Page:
An antibody loaded onto a porous metal organic framework is released by the acidic environment that surrounds tumors, avoiding the adverse effects of administering the antibody alone.
Loading a cancer immunotherapy drug onto a metal organic framework improves both its delivery and its sustained release for treating leukemia. Furthermore, coating the drug-loaded framework with a cancer cell membrane improves targeted delivery to solid tumors. These findings could lead to safer and more reliable cancer immunotherapies.
“We believe our findings are quite significant because they show that the undesirable side effects of immunotherapy can be modulated by choosing the right delivery vehicle,” says KAUST chemist Niveen Khashab. “They also show that targeted delivery can be realistically established through proper surface functionalization.”
Cancer immunotherapy involves using drugs that modulate the immune system to make it more effective in attacking tumors. Nivolumab is one such drug, which counteracts a cancer immune evasion strategy that involves expressing PD-L1 molecules that deactivate T cells by blocking the PD-1 molecules on their surfaces.
Yet nivolumab, like other “immune checkpoint inhibitors,” can cause immune-related adverse effects, where excessive T cell activation leads to an immune response against the recipient’s organs. Scientists are looking for ways to improve the delivery of antibodies like nivolumab so that their release is slow, sustained and targeted, with minimal adverse effects.
Khashab’s group worked with a metal organic framework called zeolitic imidazolate (ZIF-8), a crystalline solid formed of zinc ion subunits attached to organic methylimidazole. “ZIF-8 nanoparticles have shown great potential in cancer drug delivery in the last few years,” says Somayah Qutub, a Ph.D. student in Khashab’s group. “They are composed of zinc ions and imidazole, which are naturally found in the body.” This makes the biocompatible, biodegradable and highly porous nature ofZIF-8 ideal for the safe loading and delivery of drugs like nivolumab.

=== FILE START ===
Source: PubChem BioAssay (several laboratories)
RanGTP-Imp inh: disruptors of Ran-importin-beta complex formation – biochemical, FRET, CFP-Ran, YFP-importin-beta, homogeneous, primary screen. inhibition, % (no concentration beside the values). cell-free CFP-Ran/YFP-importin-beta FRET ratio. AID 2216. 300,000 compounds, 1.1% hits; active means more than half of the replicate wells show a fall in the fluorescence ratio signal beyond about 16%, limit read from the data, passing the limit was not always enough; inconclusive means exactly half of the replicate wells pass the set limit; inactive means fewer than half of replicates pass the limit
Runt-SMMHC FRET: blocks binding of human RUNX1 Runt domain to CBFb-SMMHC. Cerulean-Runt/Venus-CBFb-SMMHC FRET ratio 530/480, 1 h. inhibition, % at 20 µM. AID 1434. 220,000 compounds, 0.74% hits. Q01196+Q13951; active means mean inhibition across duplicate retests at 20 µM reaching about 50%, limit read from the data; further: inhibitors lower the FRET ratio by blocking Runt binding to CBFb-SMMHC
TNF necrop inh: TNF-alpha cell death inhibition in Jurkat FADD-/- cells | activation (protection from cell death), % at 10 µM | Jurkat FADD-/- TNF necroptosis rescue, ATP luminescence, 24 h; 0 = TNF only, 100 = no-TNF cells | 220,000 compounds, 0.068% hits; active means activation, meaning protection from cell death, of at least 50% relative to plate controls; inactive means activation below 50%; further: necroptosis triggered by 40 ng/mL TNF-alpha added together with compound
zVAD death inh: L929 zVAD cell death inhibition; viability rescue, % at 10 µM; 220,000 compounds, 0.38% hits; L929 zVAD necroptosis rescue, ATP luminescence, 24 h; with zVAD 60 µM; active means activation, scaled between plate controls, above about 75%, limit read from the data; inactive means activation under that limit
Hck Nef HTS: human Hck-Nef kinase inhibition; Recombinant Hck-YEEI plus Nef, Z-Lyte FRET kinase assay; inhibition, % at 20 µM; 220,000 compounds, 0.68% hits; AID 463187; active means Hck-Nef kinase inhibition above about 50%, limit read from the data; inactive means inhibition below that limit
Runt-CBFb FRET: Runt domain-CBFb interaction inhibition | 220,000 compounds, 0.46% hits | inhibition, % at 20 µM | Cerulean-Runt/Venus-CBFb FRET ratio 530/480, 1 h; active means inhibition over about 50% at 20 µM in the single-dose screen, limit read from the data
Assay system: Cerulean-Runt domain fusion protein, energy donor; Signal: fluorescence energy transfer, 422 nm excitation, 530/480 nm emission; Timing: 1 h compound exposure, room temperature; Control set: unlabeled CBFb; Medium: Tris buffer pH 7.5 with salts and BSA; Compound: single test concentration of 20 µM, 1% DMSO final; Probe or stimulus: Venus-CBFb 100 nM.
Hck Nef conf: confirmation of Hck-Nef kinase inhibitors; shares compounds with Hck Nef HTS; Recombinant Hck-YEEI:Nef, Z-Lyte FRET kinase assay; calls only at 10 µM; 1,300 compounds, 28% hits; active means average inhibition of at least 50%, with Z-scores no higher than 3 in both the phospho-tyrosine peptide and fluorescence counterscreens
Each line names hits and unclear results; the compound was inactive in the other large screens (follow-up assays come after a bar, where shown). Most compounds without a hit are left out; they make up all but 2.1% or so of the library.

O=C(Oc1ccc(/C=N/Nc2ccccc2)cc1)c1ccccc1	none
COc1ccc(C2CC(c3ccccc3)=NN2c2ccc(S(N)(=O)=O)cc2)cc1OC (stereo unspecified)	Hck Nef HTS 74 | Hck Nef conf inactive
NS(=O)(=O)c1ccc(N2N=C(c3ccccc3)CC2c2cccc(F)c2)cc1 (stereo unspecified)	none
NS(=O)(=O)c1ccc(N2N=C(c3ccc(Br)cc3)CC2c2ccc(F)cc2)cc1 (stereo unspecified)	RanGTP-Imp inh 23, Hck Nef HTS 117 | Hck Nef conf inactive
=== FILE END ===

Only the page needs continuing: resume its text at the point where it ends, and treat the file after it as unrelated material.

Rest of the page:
Khashab’s team loaded nivolumab onto ZIF-8 and tested its effects on leukemia cells. They found that the antibody was slowly released from the ZIF-8 framework when in proximity to a slightly acidic tumor microenvironment. This process prevents the T cells from being deactivated by cancerous cells so that they can attack the leukemia cells.
The team also tested the system for delivering the antibody to solid tumors both in Petri dish experiments and in mice. They encapsulated nivolumab-loaded ZIF-8 with the membrane of the cancer cells that were being targeted. This led to the accurate delivery of the system to the tumor, followed by slow and sustained drug release. Importantly, the mice showed negligible toxicity from the drug, which significantly inhibited tumor growth and prolonged survival.
“Our next step is to improve this system,” says Qutub. “We are combining immunotherapy drugs with other anti-cancer modalities to have a synergic effect. We are also working on optimizing our cancer cell membrane coating with other materials so that the system can be easily reproducible, scalable and compatible with biopharmaceutical industry standards.”